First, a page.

When a child gets stuck on a problem, help treat it as a challenge they can overcome, not as a “difficulty.”
Don’t call children’s activities “work” or “obligation.”
3. Help assimilate and try.
Some activities really aren’t fun, but they should be done anyway. If this is the case, help your child figure it out:
Determine why an activity is important, recognize the need for it. If your child understands the meaning and value of what needs to be done, it will be easier for him or her to do it. For example, soccer practice can be both boring and difficult, but practice is an important and necessary part of achieving mastery.
4. Allow decisions to be made.
Autonomy and autonomy are important to build intrinsic motivation. Children need to be allowed to make their own decisions in order to feel independent. Many parents fear that if they allow their children to make their own decisions-they are bound to be wrong. But just as falling is an inevitable part of learning to walk, making bad decisions is an inevitable and important part of learning how to make good decisions. Children also need opportunities to practice making decisions in order to gain confidence. If the activity is not related to health or safety, let them choose for themselves-or with your input-and to let them face the natural consequences. For example, if a child refuses to do his homework, even after you have explained its importance – he may face being scolded at school or getting a D.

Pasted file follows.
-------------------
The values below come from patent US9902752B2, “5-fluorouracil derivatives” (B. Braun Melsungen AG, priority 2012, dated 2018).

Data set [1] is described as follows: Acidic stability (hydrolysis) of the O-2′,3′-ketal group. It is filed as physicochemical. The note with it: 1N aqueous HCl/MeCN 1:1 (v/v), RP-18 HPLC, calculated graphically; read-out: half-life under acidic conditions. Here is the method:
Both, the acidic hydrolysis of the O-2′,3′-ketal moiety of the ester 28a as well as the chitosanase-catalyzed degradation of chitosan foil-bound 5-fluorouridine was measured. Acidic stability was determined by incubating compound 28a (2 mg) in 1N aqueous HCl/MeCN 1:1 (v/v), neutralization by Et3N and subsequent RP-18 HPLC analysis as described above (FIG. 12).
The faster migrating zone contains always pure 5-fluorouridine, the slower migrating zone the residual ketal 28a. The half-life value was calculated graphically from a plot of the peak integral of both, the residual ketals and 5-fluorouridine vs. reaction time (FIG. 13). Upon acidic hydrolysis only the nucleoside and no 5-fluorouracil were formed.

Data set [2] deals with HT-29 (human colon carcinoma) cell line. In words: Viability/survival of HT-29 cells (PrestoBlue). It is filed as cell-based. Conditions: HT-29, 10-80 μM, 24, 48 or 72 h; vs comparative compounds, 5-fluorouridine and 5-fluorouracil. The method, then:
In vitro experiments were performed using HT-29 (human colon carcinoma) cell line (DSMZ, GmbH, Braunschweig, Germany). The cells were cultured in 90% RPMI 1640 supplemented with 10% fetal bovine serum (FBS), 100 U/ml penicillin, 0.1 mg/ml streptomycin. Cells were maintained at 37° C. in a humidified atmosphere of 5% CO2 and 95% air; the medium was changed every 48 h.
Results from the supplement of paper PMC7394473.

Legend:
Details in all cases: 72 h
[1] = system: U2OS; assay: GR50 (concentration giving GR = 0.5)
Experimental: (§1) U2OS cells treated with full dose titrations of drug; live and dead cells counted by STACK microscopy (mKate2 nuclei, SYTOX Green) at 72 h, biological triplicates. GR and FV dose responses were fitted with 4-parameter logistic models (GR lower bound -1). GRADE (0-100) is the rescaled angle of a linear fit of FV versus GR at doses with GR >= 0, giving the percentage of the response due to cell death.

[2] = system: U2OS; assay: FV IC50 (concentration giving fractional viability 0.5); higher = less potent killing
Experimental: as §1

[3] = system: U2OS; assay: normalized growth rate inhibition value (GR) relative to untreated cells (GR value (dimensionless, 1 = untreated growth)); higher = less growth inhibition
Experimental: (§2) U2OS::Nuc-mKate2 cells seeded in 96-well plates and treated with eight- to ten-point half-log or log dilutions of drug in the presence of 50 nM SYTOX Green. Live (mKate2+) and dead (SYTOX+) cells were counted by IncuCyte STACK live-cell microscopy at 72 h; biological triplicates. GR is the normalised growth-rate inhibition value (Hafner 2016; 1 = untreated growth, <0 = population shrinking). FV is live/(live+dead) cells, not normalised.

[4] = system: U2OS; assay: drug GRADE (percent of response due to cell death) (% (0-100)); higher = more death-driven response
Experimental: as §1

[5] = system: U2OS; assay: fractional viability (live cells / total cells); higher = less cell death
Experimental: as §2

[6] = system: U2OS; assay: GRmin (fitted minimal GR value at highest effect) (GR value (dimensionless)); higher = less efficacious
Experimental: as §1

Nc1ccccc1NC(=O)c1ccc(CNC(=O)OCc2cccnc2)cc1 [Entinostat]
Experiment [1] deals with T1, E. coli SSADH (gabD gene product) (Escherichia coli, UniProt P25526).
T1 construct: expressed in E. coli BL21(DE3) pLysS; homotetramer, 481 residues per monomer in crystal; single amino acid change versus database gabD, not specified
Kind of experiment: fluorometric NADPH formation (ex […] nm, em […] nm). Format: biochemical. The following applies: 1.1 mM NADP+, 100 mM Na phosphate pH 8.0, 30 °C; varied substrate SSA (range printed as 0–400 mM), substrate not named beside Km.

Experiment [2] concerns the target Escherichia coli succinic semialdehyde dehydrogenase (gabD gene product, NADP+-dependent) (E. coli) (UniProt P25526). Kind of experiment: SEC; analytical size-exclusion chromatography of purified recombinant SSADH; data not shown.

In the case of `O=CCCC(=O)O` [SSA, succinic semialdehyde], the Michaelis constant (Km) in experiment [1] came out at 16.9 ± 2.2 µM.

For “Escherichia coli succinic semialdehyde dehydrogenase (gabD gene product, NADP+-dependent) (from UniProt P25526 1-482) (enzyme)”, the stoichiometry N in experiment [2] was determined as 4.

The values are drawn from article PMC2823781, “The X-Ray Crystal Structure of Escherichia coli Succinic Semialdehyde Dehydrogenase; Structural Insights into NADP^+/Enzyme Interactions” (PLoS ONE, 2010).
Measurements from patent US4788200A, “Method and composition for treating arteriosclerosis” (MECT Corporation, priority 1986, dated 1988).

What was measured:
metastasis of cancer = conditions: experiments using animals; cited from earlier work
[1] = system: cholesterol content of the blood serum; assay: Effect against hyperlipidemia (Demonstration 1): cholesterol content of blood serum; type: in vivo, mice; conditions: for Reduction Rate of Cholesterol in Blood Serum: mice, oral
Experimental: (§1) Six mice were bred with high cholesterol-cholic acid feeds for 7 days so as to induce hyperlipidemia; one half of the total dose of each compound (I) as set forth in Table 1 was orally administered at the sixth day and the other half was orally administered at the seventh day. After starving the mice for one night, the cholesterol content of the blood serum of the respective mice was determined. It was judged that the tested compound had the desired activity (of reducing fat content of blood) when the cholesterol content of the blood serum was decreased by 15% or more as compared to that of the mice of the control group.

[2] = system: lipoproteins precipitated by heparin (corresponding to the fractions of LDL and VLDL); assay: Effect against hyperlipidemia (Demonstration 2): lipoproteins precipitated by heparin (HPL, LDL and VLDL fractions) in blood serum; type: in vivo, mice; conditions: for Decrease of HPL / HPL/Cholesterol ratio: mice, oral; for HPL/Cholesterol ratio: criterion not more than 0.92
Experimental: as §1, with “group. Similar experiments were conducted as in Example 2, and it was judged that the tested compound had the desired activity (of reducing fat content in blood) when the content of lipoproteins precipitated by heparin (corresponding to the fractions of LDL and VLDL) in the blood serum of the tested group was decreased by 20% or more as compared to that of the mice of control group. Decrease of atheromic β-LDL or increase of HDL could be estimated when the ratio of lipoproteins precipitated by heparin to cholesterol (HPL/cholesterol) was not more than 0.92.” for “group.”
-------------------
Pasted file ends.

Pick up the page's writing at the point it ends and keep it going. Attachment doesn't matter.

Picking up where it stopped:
5. Choose appropriate tasks
One of the best ways to increase intrinsic motivation is to help your child feel competent to do it. If the activity is too easy, the child will quickly become bored, and if it is too hard, the child will become frustrated or insecure.